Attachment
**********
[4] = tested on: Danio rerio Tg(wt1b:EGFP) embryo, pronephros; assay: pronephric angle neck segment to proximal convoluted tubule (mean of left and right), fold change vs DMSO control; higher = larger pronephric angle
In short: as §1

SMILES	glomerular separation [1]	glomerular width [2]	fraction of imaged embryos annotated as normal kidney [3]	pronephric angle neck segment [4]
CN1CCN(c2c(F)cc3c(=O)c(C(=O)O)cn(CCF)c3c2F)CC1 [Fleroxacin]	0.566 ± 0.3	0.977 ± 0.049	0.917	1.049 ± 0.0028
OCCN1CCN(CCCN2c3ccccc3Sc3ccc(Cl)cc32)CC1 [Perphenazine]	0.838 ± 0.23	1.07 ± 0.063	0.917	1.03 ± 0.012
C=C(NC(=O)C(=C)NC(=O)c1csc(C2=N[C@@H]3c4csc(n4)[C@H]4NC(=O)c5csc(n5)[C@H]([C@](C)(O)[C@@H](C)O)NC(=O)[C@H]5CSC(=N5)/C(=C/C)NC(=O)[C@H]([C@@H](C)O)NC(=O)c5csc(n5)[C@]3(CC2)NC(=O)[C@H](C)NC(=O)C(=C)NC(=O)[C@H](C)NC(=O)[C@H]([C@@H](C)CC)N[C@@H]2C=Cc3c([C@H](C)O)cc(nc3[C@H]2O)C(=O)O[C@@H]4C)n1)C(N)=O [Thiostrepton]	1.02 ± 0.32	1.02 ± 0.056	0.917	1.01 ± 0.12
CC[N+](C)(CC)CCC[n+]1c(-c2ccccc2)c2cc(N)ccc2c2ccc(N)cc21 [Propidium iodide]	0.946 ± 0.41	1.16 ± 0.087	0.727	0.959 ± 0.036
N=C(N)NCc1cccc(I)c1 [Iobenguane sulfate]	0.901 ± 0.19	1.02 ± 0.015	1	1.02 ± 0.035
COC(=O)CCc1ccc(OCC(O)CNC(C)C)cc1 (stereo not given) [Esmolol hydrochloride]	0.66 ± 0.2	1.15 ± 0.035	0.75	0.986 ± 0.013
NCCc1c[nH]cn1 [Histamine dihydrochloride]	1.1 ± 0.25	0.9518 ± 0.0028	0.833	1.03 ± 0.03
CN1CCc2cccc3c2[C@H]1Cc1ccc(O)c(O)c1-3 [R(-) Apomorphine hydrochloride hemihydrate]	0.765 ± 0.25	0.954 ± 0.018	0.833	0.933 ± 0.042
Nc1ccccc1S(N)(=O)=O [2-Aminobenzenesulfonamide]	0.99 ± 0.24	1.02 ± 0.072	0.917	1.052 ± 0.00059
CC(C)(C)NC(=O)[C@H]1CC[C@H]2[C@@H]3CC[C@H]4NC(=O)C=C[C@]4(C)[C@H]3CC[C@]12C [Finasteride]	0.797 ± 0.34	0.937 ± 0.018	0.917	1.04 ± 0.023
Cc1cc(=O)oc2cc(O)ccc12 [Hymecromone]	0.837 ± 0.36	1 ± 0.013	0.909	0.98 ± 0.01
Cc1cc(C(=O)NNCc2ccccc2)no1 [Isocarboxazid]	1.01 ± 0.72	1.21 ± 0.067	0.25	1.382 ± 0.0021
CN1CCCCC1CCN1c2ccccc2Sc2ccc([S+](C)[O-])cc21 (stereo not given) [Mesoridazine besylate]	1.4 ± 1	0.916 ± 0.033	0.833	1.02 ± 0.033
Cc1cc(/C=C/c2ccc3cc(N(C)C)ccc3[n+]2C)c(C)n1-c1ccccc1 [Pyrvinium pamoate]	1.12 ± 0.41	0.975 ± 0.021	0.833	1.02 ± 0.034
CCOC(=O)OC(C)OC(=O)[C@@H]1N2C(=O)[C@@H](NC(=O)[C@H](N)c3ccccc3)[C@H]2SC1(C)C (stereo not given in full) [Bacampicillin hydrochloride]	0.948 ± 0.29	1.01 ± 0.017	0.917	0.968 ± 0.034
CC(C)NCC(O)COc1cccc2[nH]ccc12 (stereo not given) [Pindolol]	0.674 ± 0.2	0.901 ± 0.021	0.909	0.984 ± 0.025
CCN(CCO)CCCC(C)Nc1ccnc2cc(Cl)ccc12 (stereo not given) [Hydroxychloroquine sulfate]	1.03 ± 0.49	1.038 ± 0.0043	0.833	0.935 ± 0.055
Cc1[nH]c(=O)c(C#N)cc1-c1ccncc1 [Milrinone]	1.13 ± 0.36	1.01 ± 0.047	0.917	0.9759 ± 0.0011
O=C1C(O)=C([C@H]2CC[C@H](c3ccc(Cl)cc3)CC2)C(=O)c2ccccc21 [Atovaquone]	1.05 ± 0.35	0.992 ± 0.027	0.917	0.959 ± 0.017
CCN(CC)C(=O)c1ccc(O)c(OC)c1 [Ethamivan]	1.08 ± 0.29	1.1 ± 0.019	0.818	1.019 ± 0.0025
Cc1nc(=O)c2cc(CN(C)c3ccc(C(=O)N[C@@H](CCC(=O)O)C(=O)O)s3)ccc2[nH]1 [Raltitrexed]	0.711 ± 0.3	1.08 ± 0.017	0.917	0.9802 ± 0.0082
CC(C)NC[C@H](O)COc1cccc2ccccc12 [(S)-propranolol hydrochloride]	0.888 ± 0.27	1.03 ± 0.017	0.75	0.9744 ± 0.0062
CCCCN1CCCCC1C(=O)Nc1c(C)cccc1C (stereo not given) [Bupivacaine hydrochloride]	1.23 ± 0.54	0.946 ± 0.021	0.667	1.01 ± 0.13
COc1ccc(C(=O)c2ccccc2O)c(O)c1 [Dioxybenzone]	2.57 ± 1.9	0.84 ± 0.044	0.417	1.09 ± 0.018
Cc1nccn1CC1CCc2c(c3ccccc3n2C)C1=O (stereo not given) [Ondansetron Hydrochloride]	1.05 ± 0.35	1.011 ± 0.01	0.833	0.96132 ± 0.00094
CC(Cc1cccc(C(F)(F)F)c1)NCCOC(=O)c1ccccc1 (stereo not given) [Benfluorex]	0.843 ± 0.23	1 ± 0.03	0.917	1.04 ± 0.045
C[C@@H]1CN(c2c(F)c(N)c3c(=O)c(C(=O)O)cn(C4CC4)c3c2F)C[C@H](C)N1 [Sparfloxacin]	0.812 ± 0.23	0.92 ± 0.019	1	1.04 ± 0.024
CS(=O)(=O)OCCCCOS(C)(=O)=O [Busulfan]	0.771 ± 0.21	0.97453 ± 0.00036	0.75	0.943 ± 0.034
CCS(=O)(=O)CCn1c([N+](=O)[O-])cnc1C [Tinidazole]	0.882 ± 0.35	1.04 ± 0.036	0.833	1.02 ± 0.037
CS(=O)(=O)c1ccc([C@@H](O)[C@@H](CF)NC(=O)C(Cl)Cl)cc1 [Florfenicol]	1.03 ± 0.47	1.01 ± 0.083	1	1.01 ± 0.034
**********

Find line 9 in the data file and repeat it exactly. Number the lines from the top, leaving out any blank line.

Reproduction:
COC(=O)CCc1ccc(OCC(O)CNC(C)C)cc1 (stereo not given) [Esmolol hydrochloride]	0.66 ± 0.2	1.15 ± 0.035	0.75	0.986 ± 0.013